Horatio Sawyer Earle was born on February 14, 1855 in Mt. Holly, Vermont. He came to Michigan in 1888 and worked as an agricultural implement salesman. He was elected as a State senator and began his campaign for improved roads. He was nicknamed “Good Roads” Earle. In 1901 he headed a senate committee that developed the first statewide plan for road improvement. With his urging, in 1903 the legislature passed a law creating the Highway Department and Earle was appointed its first commissioner. Legal challenges to this law resulted in it being declared unconstitutional. Earle worked, without salary for two years until the law could be amended in 1905. He continued as commissioner until 1909 when the world’s first mile of concrete roadway was laid on Woodward Avenue in Detroit.
The paving of what is now M-53 began in Detroit in 1923. It extended northward through Center Line, Utica, Disco, Washington. Romeo, Almont, Imlay City, Burnside, Marlette, Hemans, Popple, Bad Axe, Filion, Kinde and ended at Port Austin at the northern tip of the thumb. The paving was completed in early 1924. The completion of the roadway caused the Detroit Urban Railway to cease operations in Romeo, Almont and Imlay City.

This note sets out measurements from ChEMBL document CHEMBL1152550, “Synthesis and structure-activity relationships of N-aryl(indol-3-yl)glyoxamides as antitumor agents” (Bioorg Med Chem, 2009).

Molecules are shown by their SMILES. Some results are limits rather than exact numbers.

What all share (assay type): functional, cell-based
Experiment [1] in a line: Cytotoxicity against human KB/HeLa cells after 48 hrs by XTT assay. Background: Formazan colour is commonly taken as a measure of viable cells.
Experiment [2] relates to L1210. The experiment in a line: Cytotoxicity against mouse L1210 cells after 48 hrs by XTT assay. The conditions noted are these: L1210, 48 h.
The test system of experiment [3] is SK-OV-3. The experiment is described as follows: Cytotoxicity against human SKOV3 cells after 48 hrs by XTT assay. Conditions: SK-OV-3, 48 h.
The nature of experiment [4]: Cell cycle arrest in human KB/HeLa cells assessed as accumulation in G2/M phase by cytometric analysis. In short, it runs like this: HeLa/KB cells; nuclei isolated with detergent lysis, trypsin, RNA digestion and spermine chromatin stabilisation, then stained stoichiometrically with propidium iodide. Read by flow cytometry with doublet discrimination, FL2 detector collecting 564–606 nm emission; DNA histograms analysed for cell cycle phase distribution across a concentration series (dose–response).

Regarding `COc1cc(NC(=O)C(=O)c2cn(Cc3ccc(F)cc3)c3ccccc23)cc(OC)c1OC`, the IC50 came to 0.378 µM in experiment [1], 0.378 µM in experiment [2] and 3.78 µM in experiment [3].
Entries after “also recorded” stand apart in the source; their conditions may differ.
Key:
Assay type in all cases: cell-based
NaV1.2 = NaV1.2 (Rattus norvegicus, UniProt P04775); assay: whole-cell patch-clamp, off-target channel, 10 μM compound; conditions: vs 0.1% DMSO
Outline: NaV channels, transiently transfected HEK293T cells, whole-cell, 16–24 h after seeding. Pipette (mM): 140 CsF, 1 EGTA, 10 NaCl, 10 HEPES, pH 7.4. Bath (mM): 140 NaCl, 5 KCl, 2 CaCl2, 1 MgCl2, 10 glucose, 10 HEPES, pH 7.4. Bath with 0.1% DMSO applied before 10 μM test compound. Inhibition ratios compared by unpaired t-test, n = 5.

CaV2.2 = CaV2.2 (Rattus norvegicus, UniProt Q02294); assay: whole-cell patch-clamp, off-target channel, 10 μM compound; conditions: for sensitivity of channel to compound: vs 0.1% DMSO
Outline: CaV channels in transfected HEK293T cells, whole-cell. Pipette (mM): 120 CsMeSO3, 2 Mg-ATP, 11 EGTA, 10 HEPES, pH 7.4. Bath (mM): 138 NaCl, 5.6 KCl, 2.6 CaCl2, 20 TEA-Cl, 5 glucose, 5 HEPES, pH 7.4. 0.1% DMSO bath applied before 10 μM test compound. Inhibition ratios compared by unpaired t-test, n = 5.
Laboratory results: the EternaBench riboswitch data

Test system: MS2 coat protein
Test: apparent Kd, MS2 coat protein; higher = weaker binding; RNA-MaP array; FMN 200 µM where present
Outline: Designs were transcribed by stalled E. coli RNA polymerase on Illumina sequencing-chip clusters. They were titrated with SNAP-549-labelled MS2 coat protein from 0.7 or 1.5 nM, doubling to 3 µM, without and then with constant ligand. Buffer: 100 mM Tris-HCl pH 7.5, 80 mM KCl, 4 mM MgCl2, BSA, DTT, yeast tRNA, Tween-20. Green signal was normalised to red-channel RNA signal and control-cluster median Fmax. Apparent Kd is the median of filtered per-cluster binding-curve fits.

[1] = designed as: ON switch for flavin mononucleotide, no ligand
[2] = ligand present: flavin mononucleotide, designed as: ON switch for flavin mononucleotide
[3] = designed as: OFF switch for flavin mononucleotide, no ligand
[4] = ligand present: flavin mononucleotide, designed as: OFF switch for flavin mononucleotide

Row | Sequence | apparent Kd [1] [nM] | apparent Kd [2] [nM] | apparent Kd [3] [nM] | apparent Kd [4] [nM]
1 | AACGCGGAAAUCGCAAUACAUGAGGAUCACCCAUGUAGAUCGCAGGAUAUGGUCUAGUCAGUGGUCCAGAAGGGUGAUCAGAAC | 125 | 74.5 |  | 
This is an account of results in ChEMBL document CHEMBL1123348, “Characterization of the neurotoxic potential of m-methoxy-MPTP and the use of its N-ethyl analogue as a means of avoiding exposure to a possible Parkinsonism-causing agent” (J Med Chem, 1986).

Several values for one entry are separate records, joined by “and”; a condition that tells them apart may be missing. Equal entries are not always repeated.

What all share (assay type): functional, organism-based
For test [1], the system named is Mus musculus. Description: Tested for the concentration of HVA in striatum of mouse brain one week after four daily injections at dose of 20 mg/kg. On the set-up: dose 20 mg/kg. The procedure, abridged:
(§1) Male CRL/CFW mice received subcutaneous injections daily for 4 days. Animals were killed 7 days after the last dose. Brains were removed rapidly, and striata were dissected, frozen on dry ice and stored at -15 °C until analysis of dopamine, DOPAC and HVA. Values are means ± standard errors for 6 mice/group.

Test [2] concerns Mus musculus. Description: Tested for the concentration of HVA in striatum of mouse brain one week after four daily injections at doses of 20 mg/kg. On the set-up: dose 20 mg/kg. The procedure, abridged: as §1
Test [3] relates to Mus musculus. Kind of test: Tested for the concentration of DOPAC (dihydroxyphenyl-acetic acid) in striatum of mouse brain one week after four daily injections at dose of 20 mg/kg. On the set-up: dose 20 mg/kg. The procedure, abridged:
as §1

To recognize Horatio Earle’s contribution to the roads of Michigan, the M-53 highway was designated as the “Earle Memorial Superhighway” and a monument was erected in Almont at the curve at the north end of town – where Howland Road continues due north. The monument was dedicated on August 21, 1930. The monument has seven plates that indicate the seven counties serviced by the road. It also has a plague that honors not only Horatio Earle but also Almont’s own state senator, Charles B. Scully who secured the legislation that made the road a truck line highway. The monument was disassembled in the late 1980’s and moved to Murphy Park and reassembled.
In 1971 Horatio S. Earle was elected to the Michigan Transportation Hall of Fame.
Mr. Earle died in 1935 and is buried in Grand Lawn Cemetery, Detroit, Michigan.